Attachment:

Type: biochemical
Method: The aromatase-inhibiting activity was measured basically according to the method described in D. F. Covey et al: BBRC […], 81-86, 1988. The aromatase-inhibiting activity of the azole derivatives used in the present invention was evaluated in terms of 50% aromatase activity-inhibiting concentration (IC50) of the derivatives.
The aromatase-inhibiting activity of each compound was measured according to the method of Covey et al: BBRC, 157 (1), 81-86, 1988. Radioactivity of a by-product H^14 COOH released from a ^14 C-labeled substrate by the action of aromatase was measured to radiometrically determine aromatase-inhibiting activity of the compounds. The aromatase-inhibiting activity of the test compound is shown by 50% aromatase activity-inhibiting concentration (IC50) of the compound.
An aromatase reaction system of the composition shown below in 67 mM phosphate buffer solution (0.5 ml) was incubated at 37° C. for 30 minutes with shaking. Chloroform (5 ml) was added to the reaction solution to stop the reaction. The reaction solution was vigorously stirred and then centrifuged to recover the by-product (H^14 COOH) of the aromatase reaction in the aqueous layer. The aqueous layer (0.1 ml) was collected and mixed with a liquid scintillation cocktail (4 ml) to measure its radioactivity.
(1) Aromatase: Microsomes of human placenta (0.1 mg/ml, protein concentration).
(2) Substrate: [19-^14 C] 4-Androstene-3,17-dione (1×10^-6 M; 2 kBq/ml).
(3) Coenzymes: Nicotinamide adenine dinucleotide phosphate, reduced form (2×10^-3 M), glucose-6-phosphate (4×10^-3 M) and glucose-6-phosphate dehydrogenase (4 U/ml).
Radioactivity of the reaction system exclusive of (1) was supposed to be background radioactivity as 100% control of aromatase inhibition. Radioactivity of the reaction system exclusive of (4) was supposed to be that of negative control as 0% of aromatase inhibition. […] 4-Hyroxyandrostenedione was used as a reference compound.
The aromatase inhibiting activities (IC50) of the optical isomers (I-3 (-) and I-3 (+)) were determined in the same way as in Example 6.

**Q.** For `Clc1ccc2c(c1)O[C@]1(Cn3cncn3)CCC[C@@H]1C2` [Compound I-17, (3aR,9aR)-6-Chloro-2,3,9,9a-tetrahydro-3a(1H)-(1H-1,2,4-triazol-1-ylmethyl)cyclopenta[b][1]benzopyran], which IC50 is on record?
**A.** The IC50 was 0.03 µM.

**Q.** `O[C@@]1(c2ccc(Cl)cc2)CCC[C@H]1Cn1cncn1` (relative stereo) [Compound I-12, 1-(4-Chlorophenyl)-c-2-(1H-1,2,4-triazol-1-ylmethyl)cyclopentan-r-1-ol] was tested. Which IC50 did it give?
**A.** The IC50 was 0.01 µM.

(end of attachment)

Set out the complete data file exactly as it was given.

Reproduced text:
Type: biochemical
Method: The aromatase-inhibiting activity was measured basically according to the method described in D. F. Covey et al: BBRC […], 81-86, 1988. The aromatase-inhibiting activity of the azole derivatives used in the present invention was evaluated in terms of 50% aromatase activity-inhibiting concentration (IC50) of the derivatives.
The aromatase-inhibiting activity of each compound was measured according to the method of Covey et al: BBRC, 157 (1), 81-86, 1988. Radioactivity of a by-product H^14 COOH released from a ^14 C-labeled substrate by the action of aromatase was measured to radiometrically determine aromatase-inhibiting activity of the compounds. The aromatase-inhibiting activity of the test compound is shown by 50% aromatase activity-inhibiting concentration (IC50) of the compound.
An aromatase reaction system of the composition shown below in 67 mM phosphate buffer solution (0.5 ml) was incubated at 37° C. for 30 minutes with shaking. Chloroform (5 ml) was added to the reaction solution to stop the reaction. The reaction solution was vigorously stirred and then centrifuged to recover the by-product (H^14 COOH) of the aromatase reaction in the aqueous layer. The aqueous layer (0.1 ml) was collected and mixed with a liquid scintillation cocktail (4 ml) to measure its radioactivity.
(1) Aromatase: Microsomes of human placenta (0.1 mg/ml, protein concentration).
(2) Substrate: [19-^14 C] 4-Androstene-3,17-dione (1×10^-6 M; 2 kBq/ml).
(3) Coenzymes: Nicotinamide adenine dinucleotide phosphate, reduced form (2×10^-3 M), glucose-6-phosphate (4×10^-3 M) and glucose-6-phosphate dehydrogenase (4 U/ml).
Radioactivity of the reaction system exclusive of (1) was supposed to be background radioactivity as 100% control of aromatase inhibition. Radioactivity of the reaction system exclusive of (4) was supposed to be that of negative control as 0% of aromatase inhibition. […] 4-Hyroxyandrostenedione was used as a reference compound.
The aromatase inhibiting activities (IC50) of the optical isomers (I-3 (-) and I-3 (+)) were determined in the same way as in Example 6.

**Q.** For `Clc1ccc2c(c1)O[C@]1(Cn3cncn3)CCC[C@@H]1C2` [Compound I-17, (3aR,9aR)-6-Chloro-2,3,9,9a-tetrahydro-3a(1H)-(1H-1,2,4-triazol-1-ylmethyl)cyclopenta[b][1]benzopyran], which IC50 is on record?
**A.** The IC50 was 0.03 µM.

**Q.** `O[C@@]1(c2ccc(Cl)cc2)CCC[C@H]1Cn1cncn1` (relative stereo) [Compound I-12, 1-(4-Chlorophenyl)-c-2-(1H-1,2,4-triazol-1-ylmethyl)cyclopentan-r-1-ol] was tested. Which IC50 did it give?
**A.** The IC50 was 0.01 µM.